Commit c258f110 authored by Michael Hanselmann's avatar Michael Hanselmann

workerpool: Use itertools.count instead of manual counting

Instead of having to explicitely increment the value (“… += 1”), a call
to next() is enough. These numbers should in no case be re-used (they
are used for ordering tasks). Using “itertools.count” is useful here as
it guarantees that a returned number won't be returned another time.
Manual code for this could, over the course of time, gain unintended
bugs.
Signed-off-by: default avatarMichael Hanselmann <hansmi@google.com>
Reviewed-by: default avatarBernardo Dal Seno <bdalseno@google.com>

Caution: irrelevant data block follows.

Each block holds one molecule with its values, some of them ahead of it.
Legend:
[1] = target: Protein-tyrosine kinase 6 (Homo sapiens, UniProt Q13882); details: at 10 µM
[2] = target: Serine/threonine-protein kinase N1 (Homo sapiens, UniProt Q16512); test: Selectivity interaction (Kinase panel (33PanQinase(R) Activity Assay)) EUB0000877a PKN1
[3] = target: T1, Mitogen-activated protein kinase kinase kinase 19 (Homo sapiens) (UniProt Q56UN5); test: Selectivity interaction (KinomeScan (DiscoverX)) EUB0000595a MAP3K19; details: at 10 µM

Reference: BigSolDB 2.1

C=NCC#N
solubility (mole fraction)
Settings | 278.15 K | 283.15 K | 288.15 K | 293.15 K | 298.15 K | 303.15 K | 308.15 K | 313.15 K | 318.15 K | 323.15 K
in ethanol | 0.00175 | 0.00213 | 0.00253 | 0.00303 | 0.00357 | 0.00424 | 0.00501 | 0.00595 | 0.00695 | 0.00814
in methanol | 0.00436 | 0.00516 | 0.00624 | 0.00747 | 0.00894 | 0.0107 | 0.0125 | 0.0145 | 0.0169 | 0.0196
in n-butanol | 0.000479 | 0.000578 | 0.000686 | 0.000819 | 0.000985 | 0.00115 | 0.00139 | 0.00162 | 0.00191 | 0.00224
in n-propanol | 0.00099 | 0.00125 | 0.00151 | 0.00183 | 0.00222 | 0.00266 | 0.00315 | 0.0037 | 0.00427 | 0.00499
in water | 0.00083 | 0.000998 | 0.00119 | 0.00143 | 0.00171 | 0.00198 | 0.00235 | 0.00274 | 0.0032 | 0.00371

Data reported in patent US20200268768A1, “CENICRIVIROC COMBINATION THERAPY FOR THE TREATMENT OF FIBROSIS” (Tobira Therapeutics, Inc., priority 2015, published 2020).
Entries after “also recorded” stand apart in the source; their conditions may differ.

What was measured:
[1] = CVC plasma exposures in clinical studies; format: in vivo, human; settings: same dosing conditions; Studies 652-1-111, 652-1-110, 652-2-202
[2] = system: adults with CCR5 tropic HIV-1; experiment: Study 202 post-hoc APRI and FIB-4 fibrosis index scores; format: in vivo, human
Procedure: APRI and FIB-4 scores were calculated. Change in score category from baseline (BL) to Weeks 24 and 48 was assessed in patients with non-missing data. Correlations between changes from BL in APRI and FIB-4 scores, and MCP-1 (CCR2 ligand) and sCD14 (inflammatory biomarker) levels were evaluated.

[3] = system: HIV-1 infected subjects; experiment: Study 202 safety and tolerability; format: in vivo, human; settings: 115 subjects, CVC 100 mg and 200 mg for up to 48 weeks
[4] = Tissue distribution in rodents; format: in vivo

parent b9612abb
......@@ -26,6 +26,7 @@
import logging
import threading
import heapq
import itertools
from ganeti import compat
from ganeti import errors
......@@ -252,7 +253,7 @@ class WorkerPool(object):
self._termworkers = []
# Queued tasks
self._counter = 0
self._counter = itertools.count()
self._tasks = []
# Start workers
......@@ -279,12 +280,9 @@ class WorkerPool(object):
assert isinstance(args, (tuple, list)), "Arguments must be a sequence"
assert isinstance(priority, (int, long)), "Priority must be numeric"
# This counter is used to ensure elements are processed in their
# incoming order. For processing they're sorted by priority and then
# counter.
self._counter += 1
heapq.heappush(self._tasks, (priority, self._counter, args))
# A counter is used to ensure elements are processed in their incoming
# order. For processing they're sorted by priority and then counter.
heapq.heappush(self._tasks, (priority, self._counter.next(), args))
# Notify a waiting worker
self._pool_to_worker.notify()
......
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